The rupee on Tuesday touched its fresh all-time low of 79.38 to a dollar in the afternoon trade on Tuesday, on strengthening dollar and amid concerns over a wider current account deficit after the country’s trade deficit in June hit a record high. The rupee was also opened lower at 79.04 per dollar.
India’ domestic currency witnessed volatility on Tuesday with a downward trend. The rupee opened at 79.04 against a dollar, lower as compared with the previous close of 78.95 on Monday. It touched a day’s high of 79.02 during the trade till 3.27 pm and the day’s low of 79.38, which was also its all-time low, according to data at the interbank foreign exchange.
Ratings agency Nomura in its report said analysts expect India’s current account deficit (CAD) widen further to 3.3 percent of gross domestic product (GDP) in FY23, considerably up from 1.2 percent in FY22, due to various factors such as the recent taxation policy on crude oil production. It also said the rupee is likely to fall to 82 against the dollar in the third quarter of 2022.
The rupee has been witnessing the downward trend for the past few months. The local currency had stood at 73.77 to a dollar on January 12, 2022, and since then it has fallen by a significant more than Rs 5 and touched 79.16 on Tuesday. Experts say the local currency has been witnessing the fall in the past few months due to the continuous outflow of dollars due to the exit of foreign portfolio investors (FPIs), costlier crude oil and high dollar index.
Foreign investors continued their massive selling spree for the ninth consecutive month in June, dumping Indian shares worth Rs 50,203 crore during the month. It is the highest net outflow in over two years.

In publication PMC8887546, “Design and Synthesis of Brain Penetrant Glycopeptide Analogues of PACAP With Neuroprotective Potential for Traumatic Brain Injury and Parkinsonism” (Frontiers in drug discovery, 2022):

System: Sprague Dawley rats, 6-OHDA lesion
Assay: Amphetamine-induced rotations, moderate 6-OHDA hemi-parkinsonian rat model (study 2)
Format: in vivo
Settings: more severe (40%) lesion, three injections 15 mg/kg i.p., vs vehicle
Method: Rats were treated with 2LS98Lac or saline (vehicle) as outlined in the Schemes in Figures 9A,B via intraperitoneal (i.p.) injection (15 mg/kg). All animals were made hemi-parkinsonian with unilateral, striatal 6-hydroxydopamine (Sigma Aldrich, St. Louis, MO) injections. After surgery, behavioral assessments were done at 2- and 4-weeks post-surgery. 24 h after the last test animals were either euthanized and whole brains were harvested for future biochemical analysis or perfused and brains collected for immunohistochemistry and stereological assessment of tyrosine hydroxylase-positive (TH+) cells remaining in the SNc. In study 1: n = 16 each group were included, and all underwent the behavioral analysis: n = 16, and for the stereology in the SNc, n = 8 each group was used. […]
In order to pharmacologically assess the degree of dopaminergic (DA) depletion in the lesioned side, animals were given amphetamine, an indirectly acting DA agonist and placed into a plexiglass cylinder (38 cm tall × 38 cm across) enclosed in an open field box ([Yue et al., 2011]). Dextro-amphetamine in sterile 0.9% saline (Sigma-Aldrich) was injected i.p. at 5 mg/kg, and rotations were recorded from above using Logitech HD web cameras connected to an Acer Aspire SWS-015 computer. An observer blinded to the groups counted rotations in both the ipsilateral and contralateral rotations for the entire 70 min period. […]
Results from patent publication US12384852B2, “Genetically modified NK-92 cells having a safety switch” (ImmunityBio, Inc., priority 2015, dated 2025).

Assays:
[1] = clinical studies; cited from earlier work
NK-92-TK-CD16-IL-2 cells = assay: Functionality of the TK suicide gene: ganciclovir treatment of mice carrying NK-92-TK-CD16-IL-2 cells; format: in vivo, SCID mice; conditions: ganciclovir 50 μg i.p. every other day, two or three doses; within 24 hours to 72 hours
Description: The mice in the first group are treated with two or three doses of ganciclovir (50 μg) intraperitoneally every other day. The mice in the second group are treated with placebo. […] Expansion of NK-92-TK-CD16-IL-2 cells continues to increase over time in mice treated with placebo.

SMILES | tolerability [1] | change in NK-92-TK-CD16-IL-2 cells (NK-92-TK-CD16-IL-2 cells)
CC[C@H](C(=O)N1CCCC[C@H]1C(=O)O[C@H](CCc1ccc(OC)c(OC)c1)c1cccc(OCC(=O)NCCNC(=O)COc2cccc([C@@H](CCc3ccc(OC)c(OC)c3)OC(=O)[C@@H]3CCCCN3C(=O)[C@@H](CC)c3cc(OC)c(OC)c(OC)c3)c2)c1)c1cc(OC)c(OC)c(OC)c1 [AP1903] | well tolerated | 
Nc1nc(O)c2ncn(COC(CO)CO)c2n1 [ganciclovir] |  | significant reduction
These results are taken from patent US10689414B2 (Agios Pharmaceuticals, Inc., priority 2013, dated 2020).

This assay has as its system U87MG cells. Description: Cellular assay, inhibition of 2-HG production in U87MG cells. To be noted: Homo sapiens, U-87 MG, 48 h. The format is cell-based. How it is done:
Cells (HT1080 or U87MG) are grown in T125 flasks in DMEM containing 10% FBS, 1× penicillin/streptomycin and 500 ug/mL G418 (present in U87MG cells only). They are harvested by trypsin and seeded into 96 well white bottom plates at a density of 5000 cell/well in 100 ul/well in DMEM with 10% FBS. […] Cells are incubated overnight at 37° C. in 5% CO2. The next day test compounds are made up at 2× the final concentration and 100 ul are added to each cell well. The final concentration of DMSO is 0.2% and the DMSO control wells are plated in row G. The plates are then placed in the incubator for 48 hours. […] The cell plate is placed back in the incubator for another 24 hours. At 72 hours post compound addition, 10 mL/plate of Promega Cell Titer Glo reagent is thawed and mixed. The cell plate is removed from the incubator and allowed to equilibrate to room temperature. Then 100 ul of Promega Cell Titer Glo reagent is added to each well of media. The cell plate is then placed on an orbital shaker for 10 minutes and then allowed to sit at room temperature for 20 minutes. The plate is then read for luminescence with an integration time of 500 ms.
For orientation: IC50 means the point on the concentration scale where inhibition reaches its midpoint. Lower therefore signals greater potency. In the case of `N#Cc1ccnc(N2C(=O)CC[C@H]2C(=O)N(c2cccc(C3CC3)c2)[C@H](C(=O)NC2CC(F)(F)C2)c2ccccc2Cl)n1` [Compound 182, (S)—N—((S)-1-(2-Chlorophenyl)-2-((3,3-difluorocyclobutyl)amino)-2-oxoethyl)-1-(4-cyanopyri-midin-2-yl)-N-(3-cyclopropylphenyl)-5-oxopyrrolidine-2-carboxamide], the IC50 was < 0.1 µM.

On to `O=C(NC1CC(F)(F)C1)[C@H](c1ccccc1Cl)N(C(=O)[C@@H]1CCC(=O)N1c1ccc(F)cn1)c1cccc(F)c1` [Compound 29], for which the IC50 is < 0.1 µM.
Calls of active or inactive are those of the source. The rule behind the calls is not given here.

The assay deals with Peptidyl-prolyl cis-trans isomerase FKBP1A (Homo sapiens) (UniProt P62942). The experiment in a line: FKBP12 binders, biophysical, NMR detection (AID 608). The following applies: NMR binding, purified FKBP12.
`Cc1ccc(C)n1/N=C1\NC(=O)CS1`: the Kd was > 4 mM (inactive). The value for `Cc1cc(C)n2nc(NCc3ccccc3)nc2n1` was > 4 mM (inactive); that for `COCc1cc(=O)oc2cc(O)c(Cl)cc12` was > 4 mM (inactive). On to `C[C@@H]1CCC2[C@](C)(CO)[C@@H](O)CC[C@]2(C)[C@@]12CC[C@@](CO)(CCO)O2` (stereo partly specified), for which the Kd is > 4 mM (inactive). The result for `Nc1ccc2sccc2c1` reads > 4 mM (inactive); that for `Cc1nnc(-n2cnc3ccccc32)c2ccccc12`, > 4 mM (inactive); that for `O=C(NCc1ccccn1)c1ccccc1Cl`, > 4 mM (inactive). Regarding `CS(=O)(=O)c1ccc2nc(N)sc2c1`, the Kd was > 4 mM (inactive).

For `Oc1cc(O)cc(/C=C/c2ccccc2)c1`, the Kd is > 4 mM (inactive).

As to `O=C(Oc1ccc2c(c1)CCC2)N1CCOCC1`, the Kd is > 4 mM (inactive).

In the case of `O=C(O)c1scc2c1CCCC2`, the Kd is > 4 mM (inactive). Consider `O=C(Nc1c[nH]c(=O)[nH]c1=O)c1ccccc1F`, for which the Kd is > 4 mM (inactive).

Anindya Banerjee, vice-president (currency derivatives & interest rate derivatives) of Kotak Securities, said, “The dollar-rupee spot closed at a fresh all-time high at 79.38, up 43 paise on spot. A sharp sell-off in EUR-USD due to recessionary fears triggered risk-off trend across global equities. A double whammy of weak equities and strong US Dollar Index caused rupee to depreciate against the US dollar.”
Banerjee added that low forward premium and offshore derivatives quoting a premium over onshore are signs of unwinding of carry trade which is a major headwind for the Rupee. “Over the near term, we expect dollar-rupee to trade with an upward bias, within a range of 79.00-79.80 on spot.”
The dollar index, which gauges the greenback’s strength against a basket of six currencies, rose and touched 106.13 on Tuesday.
India’s trade deficit in June widened to a record $25.63 billion as compared with $9.61 billion in June 2021, according to the government’s preliminary data. The country’s merchandise exports jumped 16.78 per cent year-on-year to $37.94 billion in June, while imports increased 51 per cent year-on-year to $63.58 billion.
In May, the trade deficit during the month was $24.29 billion as against $6.53 billion in May 2021. India’s merchandise exports in May had jumped 20.55 per cent year-on-year to $38.94 billion, while the imports during the month increased 62.83 per cent year-on-year to $63.22 billion.
In the international market, the euro slumped to a two-decade low on Tuesday as the latest surge in European gas prices added to worries about a recession, while there was no stopping the dollar as US Treasury yields staged a rebound, according to reuters.